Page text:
Going back for more is something I intend to do at Greensmiths.

How Dad Cooked It

This dish was devised with a more robust spinach in mind. It’s grown in the garden as ‘perpetual’, or sold in markets in bundles tied by their long sturdy stalks. One supermarket defines a suitable type as ‘chunky chopped full flavour spinach for cooking’. If you can only get the delicate type precook the spinach until just wilted, drain and chop then add to the sauce at the very end of cooking. Otherwise, I cook my spinach in the sauce. This takes a little leap of faith as it seems rather counter intuitive. But persevere, just make sure you have enough liquid left in the sauce to steam and cook the spinach. The spinach is the star of the dish, so don’t overcook or or hold back on quantity.

  1. Boil the pasta water. Use a large pan and fill with 2l-3l of water, add a large pinch of salt and put on a high heat. Prepare the vegetables and sauce whilst the water comes to a boil. Simmer slowly until ready to use.
  2. Prepare the spinach and herbs. Wash the spinach and remove the stalks. (These can be discarded, but I chopped and fried them in oil and butter for 5 minutes and then blitzed in a processor and added to my sauce toward the end of cooking.) Shake off as much of the water from the spinach leaves as possible, chop roughly and set aside in a colander and drain well. Wash and dry the herbs and set aside.
  3. Make the sauce. Using a large non-stick pan or wok (with lid) on a medium-high heat, fry the shallot, garlic and chilli in a tablespoon of olive oil until sweated. Add the anchovies and cook until dissolved. Add the splash of wine if using and let it bubble for a minute. Then add the stock and bring to a simmer. Let this cook gently for about 10 minutes – it will then need about another 5 minutes to finish the sauce as in step 5 below. The sauce and pasta should be finished at the same time, so overlap the cooking of each.
  4. Cook the pasta.  Cook until al dente – follow guidelines on the packet. Whilst the pasta is cooking, start to finish the sauce. When the pasta is cooked, drain retaining a cup of the pasta cooking liquid. Providing the pasta is al dente, it will keep in the pan for several minutes if the sauce is not ready. Keep it moistened with the pasta cooking liquid.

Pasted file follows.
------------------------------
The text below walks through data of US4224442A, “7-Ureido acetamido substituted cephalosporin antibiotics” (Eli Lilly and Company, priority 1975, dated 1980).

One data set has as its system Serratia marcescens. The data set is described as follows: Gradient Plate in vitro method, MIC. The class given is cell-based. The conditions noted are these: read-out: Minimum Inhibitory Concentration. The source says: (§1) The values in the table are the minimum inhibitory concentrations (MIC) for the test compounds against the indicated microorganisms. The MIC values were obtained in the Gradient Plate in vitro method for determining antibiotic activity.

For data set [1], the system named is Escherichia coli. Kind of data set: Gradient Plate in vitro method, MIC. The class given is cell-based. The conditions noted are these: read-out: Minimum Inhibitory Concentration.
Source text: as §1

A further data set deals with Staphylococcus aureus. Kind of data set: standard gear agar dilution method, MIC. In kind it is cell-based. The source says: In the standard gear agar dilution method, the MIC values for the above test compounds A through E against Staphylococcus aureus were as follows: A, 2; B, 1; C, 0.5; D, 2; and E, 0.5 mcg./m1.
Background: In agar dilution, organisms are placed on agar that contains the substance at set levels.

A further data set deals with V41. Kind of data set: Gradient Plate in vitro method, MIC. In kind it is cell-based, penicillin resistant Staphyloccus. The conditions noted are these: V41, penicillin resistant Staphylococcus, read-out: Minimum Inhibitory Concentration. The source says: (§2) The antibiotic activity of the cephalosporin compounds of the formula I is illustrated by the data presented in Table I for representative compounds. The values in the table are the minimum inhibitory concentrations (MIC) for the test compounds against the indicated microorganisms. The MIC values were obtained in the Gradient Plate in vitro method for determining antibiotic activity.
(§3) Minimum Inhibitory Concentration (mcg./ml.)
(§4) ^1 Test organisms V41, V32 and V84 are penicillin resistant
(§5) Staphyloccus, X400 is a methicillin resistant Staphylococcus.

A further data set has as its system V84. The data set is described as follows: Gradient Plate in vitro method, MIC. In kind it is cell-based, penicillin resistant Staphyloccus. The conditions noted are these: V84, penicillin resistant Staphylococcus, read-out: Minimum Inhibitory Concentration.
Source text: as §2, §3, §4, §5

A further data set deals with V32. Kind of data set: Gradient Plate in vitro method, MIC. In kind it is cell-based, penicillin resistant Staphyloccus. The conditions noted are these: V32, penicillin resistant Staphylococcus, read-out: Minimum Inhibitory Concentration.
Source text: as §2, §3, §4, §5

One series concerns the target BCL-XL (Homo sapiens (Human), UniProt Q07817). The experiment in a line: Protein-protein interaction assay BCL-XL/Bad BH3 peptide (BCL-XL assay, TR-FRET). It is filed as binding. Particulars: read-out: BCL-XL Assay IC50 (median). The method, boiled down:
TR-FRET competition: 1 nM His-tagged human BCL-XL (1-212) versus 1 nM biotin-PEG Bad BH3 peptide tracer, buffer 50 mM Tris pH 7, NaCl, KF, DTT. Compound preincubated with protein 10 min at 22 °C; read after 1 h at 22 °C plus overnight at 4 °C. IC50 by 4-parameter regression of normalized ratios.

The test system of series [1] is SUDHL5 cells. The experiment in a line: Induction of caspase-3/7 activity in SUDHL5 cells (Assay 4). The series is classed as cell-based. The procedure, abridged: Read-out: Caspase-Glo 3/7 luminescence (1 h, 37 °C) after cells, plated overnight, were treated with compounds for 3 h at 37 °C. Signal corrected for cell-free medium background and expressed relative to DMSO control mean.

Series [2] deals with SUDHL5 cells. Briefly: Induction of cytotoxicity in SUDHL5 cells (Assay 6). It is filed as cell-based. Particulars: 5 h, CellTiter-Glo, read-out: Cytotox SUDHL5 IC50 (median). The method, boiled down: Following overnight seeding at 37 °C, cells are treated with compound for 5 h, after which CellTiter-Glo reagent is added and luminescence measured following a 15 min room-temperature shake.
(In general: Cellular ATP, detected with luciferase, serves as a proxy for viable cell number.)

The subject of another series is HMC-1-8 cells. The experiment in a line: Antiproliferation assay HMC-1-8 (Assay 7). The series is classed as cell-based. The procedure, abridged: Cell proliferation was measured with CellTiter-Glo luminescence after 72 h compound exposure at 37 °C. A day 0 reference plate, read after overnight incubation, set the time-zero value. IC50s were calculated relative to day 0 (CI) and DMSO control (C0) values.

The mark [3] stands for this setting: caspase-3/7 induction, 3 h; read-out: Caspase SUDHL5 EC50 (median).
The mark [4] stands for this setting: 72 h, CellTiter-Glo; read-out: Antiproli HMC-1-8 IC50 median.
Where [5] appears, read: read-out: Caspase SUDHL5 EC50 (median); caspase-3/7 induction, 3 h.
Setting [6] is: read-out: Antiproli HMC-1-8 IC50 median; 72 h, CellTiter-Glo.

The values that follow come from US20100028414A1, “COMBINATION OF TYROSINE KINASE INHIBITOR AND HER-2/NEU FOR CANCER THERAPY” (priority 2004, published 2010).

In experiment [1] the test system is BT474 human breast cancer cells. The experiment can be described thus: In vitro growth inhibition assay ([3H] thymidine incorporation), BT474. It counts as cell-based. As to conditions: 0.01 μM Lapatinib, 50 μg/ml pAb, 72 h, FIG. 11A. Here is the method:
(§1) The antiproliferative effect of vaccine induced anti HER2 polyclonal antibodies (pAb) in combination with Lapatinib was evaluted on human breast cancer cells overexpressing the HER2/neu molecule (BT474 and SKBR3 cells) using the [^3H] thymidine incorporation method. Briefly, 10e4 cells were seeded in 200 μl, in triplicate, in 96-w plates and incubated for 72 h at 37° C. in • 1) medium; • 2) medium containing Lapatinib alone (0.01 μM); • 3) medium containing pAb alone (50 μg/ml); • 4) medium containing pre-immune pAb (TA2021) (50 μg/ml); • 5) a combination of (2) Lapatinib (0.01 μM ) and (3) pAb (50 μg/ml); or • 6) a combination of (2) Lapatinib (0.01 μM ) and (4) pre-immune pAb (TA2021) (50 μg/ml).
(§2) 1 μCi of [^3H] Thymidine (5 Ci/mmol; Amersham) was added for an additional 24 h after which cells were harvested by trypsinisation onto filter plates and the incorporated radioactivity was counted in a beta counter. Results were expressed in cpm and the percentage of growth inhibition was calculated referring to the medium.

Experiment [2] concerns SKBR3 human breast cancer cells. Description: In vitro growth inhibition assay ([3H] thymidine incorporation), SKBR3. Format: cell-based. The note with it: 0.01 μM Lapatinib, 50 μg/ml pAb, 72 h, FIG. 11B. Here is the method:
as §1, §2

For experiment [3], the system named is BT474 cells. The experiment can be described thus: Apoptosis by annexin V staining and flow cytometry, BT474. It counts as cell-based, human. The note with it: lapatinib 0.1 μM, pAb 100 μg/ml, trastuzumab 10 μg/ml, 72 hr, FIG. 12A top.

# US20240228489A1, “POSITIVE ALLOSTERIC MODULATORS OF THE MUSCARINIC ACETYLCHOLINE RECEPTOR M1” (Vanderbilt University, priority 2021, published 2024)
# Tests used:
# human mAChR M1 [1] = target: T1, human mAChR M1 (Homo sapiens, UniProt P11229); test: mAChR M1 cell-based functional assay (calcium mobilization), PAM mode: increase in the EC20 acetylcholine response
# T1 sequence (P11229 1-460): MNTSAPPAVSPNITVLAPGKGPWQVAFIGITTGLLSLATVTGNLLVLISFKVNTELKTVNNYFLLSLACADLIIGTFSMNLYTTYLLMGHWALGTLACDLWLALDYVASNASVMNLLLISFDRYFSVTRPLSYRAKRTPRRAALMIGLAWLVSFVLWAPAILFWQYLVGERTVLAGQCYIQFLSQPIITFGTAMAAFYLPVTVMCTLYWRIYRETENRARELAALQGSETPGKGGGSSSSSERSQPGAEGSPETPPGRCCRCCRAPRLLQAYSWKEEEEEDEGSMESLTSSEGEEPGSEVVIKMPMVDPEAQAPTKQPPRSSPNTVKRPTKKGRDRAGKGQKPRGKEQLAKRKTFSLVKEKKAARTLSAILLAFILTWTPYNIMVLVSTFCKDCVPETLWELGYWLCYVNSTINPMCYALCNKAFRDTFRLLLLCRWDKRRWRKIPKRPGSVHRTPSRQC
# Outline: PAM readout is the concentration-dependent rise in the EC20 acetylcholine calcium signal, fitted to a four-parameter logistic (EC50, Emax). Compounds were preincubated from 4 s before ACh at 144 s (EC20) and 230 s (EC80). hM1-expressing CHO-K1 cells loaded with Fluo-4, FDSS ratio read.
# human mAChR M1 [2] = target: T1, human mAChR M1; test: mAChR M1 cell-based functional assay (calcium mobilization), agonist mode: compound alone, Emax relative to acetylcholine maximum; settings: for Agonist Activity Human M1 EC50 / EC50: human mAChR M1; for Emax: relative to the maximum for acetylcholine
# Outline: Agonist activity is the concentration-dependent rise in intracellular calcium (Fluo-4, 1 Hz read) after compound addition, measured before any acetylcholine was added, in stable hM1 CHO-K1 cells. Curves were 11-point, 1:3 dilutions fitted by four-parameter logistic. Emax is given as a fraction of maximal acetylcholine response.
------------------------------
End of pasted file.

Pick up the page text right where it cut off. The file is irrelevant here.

5. Finish the ‘sauce’. Turn the heat up on the sauce and add the tuna. Break it up gently. (The tuna is added at the end – we want to distinguish and taste the actual tuna rather than turning it into fish seasoning.) Add the butter and then add the spinach and put on the lid for a minute. (NB: butter helps soften the chemical reaction of spinach in the mouth.) Take off the lid and stir gently and cook until it is wilted, using the lid again if necessary. My preference is to under-cook the spinach, if a softer texture is desired continue cooking (but please don’t overcook). Meanwhile, chop the herbs finely. When the spinach is cooked to your liking, add the herbs and tagliatelle, tossing and turning the pasta to combine and warm through. Season with the lemon zest and salt and pepper to taste. If the pasta is too dry, use some of the retained pasta cooking liquid to moisten.
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These were trending a while back, but they were made famous long ago by Peter Gordon at Kopapa in Covent Garden London (now closed). I had them there and thought them a bit gloopy (sorry Peter/Turkey). My version is a Turkish-style poached egg on toast. Absolutely my favourite way to eat eggs at the moment.